I have toyed with the idea of hosting a cuddle party - a safe space for people to enjoy nonsexual touch. I've never been to one, but I see their significance. Skin hunger is a real thing. We are made to give and receive touch, and without it we suffer.
Psychologists who have studied skin hunger find that those who have less access to touch (what I call "affection deficit disorder") show greater incidences of depression and stress, and have poorer general health. Just as orphaned babies who are not held experience a "failure to thrive," so do adults. People now touch their cellphones more than they touch each other, and reports of loneliness are up 16 percent over the previous decade. Despite all of our online "connections" we are enjoying less skin-to-skin contact.
I would argue that it's not only an increase in the quantity of the touch that we need, but an increase in the quality, too. I'm not much of a hugger, but there is a guy friend at work who gives the best hugs. Every time I see him, we exchange a long, firm hug. It instantly makes me feel better. It's not my imagination. Hugs release a feel-good chemical cocktail of endorphins, serotonin and oxytocin. When I feel like I am awash in a sea of work and obligations and deadlines, it feels so good to be held down for a minute. It feels comforting to be connected and grounded, in a very real way, to a friend.
Being single and living alone can feel isolating. Sometimes us single people just need a good snuggle-bug, someone to curl up with for a while. No talking, no sex, just a good old-fashioned spooning. But you know what they say, spooning leads to forking. Or does it? Can cuddle-buddies remain just that? Or do two bodies laying next to each other inevitably get naked and start having sex? I believe people can maintain boundaries, but apparently not everyone agrees with me.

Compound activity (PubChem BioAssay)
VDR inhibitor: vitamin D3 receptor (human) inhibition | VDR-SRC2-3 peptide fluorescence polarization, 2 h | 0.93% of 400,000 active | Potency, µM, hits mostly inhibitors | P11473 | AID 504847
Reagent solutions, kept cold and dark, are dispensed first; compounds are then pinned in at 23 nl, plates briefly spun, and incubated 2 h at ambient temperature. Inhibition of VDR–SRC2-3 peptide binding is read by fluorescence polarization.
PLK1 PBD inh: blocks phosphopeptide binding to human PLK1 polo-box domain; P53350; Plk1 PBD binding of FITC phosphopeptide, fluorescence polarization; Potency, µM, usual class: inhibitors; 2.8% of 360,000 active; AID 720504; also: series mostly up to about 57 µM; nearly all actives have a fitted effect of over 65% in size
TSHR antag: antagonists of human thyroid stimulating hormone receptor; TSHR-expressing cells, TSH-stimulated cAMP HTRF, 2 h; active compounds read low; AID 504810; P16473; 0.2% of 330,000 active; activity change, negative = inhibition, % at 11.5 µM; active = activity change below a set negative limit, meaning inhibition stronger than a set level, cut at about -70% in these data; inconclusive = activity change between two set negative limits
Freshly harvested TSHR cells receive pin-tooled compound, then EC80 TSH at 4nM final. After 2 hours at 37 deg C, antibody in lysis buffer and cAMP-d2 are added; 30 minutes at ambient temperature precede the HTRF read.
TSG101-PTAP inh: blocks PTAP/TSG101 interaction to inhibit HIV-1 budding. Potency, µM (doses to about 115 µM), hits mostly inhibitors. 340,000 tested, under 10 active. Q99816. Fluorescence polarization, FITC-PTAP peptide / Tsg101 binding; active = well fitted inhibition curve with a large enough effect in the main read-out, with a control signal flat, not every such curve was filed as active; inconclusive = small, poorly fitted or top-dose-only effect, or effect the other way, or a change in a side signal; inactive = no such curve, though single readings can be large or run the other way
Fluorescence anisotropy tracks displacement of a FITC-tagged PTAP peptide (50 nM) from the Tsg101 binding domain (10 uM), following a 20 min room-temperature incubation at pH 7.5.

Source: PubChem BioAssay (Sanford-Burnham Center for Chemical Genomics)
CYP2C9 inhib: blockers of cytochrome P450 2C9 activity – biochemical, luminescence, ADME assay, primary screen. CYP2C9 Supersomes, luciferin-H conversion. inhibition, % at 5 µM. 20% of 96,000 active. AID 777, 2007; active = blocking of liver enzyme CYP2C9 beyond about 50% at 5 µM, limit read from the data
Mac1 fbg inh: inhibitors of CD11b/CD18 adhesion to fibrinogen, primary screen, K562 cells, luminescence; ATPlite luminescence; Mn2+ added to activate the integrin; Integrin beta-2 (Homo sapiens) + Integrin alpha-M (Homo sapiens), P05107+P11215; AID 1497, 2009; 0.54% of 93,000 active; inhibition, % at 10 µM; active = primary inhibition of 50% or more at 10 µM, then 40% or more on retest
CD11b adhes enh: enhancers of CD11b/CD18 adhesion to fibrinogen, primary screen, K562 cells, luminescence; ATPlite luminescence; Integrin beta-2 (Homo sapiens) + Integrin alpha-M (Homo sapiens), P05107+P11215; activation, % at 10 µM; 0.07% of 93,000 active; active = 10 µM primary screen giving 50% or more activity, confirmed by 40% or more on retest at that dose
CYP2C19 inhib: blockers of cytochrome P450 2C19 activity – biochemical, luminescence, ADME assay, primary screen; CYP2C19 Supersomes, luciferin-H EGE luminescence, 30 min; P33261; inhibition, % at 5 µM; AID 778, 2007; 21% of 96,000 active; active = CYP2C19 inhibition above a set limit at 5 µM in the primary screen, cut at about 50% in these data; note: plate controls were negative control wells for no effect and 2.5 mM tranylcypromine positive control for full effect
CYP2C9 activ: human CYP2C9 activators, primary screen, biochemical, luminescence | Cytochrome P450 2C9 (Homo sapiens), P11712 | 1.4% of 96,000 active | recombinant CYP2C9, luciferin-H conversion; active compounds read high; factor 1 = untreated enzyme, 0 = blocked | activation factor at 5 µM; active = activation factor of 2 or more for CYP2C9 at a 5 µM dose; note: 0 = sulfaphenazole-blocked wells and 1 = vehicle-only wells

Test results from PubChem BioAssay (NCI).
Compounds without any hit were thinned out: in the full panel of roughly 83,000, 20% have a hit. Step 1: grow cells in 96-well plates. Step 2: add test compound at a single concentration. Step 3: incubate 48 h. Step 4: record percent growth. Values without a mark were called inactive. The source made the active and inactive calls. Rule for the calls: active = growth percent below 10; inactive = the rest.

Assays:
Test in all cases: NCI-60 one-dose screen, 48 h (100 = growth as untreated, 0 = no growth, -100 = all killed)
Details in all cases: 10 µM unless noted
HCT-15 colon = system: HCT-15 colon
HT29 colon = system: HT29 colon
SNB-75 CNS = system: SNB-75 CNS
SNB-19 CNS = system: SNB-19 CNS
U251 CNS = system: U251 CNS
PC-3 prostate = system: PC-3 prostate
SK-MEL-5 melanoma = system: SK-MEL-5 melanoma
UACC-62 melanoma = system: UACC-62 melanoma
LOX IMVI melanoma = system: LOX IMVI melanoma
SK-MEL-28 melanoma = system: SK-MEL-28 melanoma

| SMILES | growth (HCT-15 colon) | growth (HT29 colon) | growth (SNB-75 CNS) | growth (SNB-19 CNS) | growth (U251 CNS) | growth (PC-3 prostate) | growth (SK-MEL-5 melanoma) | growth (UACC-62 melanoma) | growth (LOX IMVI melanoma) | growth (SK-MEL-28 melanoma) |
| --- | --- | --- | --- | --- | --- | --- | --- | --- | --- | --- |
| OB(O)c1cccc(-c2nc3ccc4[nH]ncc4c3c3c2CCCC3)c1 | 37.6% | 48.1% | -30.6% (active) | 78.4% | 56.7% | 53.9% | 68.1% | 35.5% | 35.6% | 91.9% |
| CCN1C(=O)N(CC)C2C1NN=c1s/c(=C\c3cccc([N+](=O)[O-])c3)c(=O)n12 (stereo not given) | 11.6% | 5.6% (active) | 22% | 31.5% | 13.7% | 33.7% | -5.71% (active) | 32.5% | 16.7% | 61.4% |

Matthew Hurtado tried to open up a business in Madison, Wis., called the Snuggle House. For $60, his staff offered to hug, cuddle or snuggle its patrons. They reportedly had hundreds of folks signing up for the service. However, the city attorney stepped in and public outcry eventually led to the closing of the House before it ever officially opened its doors. It was assumed that the Snuggle House was a front for prostitution. Even after Hurtado installed security cameras and panic buttons and agreed to do background checks on his clients, people still freaked out.
"No offense to men, but I don't know any man who wants to just snuggle," said Jennifer Zilavy, Madison assistant city attorney.
Madison is a progressive city, yet somehow the idea that people would enjoy a sex-less snuggle is beyond their comprehension. Not everything is about sex! I pay $60 for a massage. I can imagine paying the same for a long, relaxing cuddle session. Sometimes touch is just touch. It doesn't have to lead to more.
But then again, I am a woman. The argument the Madison city attorney put forth is that no man could possibly want only a snuggle. So what say you, men of Charlotte - would you pay to lay next to a woman? Could you hold a woman for an hour and not have sex with her? Would you want to?